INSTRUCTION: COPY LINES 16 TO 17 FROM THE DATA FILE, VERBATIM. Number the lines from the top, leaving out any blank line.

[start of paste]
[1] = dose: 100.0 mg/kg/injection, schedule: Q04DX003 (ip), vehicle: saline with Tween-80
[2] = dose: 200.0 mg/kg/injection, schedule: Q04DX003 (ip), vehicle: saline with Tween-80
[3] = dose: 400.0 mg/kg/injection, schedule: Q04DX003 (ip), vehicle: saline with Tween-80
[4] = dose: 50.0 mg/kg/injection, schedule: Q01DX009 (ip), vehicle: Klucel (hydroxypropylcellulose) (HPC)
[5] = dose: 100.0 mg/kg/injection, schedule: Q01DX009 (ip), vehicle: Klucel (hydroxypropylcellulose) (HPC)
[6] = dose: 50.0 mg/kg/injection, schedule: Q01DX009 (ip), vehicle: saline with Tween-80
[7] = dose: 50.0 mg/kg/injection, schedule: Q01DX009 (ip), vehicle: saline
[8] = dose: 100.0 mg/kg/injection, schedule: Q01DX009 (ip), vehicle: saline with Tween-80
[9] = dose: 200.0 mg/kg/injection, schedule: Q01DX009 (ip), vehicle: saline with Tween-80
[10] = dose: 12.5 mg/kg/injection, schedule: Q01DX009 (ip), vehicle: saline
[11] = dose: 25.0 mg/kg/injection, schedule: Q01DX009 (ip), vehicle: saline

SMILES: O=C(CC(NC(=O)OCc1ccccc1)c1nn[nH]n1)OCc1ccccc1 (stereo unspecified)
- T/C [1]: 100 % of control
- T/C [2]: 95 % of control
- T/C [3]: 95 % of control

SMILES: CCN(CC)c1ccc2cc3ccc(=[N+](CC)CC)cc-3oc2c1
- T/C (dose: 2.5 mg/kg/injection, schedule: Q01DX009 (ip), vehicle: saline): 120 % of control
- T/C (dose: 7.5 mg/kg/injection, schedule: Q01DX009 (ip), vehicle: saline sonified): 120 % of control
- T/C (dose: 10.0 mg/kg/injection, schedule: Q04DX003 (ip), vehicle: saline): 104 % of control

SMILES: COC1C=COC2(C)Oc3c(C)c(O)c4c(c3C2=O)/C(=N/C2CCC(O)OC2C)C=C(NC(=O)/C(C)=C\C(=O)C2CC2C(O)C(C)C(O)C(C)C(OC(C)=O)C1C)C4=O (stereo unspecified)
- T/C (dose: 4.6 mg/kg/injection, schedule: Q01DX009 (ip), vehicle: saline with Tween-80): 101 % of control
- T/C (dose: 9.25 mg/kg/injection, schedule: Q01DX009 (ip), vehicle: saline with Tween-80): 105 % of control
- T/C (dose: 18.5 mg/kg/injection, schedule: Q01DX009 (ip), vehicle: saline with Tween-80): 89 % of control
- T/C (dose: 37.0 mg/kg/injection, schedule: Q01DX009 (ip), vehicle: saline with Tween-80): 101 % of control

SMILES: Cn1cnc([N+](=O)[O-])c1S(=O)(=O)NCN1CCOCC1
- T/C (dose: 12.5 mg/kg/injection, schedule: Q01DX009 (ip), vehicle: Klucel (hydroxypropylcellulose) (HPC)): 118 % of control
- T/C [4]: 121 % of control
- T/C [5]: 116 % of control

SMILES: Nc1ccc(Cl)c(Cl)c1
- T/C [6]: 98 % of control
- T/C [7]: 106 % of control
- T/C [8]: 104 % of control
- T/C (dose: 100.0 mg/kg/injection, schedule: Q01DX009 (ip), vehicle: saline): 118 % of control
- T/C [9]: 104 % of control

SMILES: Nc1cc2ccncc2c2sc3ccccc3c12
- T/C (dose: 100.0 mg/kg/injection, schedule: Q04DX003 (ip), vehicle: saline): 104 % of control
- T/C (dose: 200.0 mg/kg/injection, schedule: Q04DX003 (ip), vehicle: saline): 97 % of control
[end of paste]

SMILES: CCN(CC)c1ccc2cc3ccc(=[N+](CC)CC)cc-3oc2c1
- T/C (dose: 2.5 mg/kg/injection, schedule: Q01DX009 (ip), vehicle: saline): 120 % of control